Shopify (NASDAQ:SHOP) has to be one of the more frustrating growth stocks out there. Valuation is through the roof and there are plenty of doubters. But before the coronavirus-induced selloff, Shopify stock was on fire, as the company continues to deliver on growth.
I don’t think investors have missed their opportunity in Shopify stock. Even though shares are holding up nicely in their 52-week range, they are still down notably from the highs. Further, they may very well have more downside ahead.
Why’s that? I hate to be the one to break it to investors, but Shopify is not down solely because of coronavirus.
After reporting better-than-expected earnings on February 12th, shares opened at ~$569 and rallied to almost $594, before falling and closing at just $531.25.
Shares remained beneath $550 in the ensuing days, before broader market selling eventually pushed it lower.
Trading Shopify Stock
I try not to let emotions into the game, but with Shopify stock, it’s a difficult (and mixed) endeavor.
On the one hand, I was able to ride the stock higher, dumping it at $400 in August. On the other hand, I had a buy order set at the test of the 200-day moving average, mere dollars from where Shopify ultimately bottomed in November before doubling a few months later.
With the Volatility Index (VIX) above $50, the price moves are unpredictable. For all we know, the bottom could be in for Shopify stock. Or maybe it falls another 25%. Unfortunately, there’s no crystal ball for this kind of stuff.
Here’s my strategy. I like to set deep downside targets with good-til-cancelled (GTC) limit orders. I do this for a handful of stocks that I like, nibbling them on a discount. Rarely do all the targets get hit (and it’s kind of scary when they do). But the markets always find a way to bounce back eventually and so do the best companies.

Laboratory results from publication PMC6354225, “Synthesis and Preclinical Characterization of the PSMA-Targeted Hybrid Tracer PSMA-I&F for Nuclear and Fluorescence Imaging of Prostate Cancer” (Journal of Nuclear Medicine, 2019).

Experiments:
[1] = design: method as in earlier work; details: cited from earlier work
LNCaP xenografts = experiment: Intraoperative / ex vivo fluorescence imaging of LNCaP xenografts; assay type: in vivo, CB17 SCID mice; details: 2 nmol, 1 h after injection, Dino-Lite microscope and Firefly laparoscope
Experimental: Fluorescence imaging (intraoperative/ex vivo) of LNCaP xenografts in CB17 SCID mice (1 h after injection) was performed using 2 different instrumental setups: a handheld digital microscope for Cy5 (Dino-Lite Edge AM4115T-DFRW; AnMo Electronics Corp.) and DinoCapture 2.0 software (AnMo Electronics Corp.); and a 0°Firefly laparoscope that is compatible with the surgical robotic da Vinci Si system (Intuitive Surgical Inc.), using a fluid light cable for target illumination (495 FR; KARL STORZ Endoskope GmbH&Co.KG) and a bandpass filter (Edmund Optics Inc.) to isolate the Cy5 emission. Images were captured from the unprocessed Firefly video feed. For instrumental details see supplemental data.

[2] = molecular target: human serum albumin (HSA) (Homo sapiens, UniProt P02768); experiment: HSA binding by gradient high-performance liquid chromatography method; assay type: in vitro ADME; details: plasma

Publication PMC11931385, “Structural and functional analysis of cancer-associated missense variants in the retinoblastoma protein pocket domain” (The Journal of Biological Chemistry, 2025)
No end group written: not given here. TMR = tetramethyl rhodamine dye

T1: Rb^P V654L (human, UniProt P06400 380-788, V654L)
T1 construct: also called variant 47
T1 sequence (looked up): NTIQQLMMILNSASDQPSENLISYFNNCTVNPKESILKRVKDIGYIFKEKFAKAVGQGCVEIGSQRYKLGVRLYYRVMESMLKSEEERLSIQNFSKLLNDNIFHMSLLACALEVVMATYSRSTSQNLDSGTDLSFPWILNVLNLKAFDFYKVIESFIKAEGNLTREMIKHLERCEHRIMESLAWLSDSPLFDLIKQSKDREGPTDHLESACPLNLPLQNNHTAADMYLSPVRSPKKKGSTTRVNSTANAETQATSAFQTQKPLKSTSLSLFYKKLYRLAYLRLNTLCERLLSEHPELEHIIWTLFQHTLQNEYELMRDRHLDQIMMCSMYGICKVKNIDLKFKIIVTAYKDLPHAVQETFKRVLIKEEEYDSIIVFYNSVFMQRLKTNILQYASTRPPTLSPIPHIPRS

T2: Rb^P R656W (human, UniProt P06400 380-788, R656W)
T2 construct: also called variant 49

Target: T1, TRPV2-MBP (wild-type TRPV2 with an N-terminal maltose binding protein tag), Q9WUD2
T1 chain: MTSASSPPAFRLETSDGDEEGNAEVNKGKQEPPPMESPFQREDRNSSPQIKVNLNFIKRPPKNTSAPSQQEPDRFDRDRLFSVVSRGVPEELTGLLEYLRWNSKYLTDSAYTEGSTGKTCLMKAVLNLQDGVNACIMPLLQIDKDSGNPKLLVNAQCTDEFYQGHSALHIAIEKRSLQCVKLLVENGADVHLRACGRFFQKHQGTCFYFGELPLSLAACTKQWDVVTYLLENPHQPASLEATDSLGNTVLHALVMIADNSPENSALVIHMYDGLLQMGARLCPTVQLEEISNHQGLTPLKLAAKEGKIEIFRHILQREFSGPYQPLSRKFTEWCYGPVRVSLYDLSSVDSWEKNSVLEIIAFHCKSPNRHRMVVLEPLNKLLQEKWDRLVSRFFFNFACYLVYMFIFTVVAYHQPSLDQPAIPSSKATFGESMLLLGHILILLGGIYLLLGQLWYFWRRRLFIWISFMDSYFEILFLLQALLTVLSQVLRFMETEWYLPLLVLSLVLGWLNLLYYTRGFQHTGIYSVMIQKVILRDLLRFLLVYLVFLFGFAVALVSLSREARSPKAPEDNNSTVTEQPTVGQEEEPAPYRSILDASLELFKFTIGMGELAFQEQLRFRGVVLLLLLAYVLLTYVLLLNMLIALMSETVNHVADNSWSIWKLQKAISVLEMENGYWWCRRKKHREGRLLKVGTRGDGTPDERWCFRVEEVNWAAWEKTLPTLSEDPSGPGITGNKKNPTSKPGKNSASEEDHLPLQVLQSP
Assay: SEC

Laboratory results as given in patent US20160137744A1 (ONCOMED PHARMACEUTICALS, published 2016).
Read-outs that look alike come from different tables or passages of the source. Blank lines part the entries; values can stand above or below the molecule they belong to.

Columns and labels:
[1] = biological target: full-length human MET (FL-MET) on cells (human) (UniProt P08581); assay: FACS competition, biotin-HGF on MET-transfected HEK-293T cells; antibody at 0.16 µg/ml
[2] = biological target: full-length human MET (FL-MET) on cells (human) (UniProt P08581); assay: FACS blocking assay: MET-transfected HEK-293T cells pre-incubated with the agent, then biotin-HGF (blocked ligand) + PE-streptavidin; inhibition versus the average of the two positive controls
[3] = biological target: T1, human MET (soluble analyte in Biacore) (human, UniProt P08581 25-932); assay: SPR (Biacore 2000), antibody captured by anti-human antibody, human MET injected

The key to this strategy working? You need to either keep a decent amount of cash on hand or have taken profits on the way up. That way you are adding back at better prices and/or deploying fresh capital in long-term themes, which is exactly what Shopify is.
Down about 30% from the highs, it may be worth nibbling a bit of stock down here. I did. But I did it knowing full well that we could see sub-$400 in the ensuing days, and even lower. Keep in mind, Shopify stock bottomed at $280 in November, still a ways below current levels.
Pick a price (or prices) you feel comfortable owning the stock at, set your orders and let the market do the work. This type of strategy isn’t for everyone. However, it prompts an interesting paradigm shift, as you find yourself rooting for a bit more downside to get your fills, embracing the selloff rather than fearing it.
Bottom Line on Shopify
That brings us to the point of, “why should I be excited about buying Shopify stock on a deep decline?”
The answer is simple and that’s the power of e-commerce. For years now, Amazon (NASDAQ:AMZN) has been the only game in town when it comes to e-commerce. Sure you could use eBay (NASDAQ:EBAY) or Etsy (NASDAQ:ETSY) if you were a small seller. But large sellers knew where the action was at.
But Amazon plays the game for itself. It keeps the customer data and trends, and it controls the customer experience, not the brand. It doesn’t matter if you’re Mildred the Button Maker or Johnson & Johnson (NYSE:JNJ), Amazon holds the power.
With Shopify, it’s different. The company acts as the backbone to powering an e-commerce front, and as companies continue to make digital and technological overhauls, they’re taking notice. Here’s the wave that Shopify is riding, the secular trend of e-commerce:
Yes, Shopify stock is very expensive, and it’s barely profitable, making a price-to-earnings ratio irrelevant. On a price-to-sales basis, it trades at 22 times this year’s estimates and 16 times estimates for 2021. But guess what? When Amazon was setting the stage for its dominance, it was expensive too. By traditional measures, it still is. But game-changing, non-traditional and exceptional companies don’t come at a discount.
For Shopify, I like to use its market cap. Potential M&A interest may keep this a bit elevated, but I like to think about how big Shopify could be in five or ten years.
Could I see that figure being $90 billion? Yes, I could. At today’s $45 billion valuation, that’s a double. If it takes five years, fine. If it’s ten, that’s still a 7.6% compound annual growth rate. Is this an overly simplistic way of looking at the situation? To an extent, yes. But sometimes that’s how you have to think with some of these companies.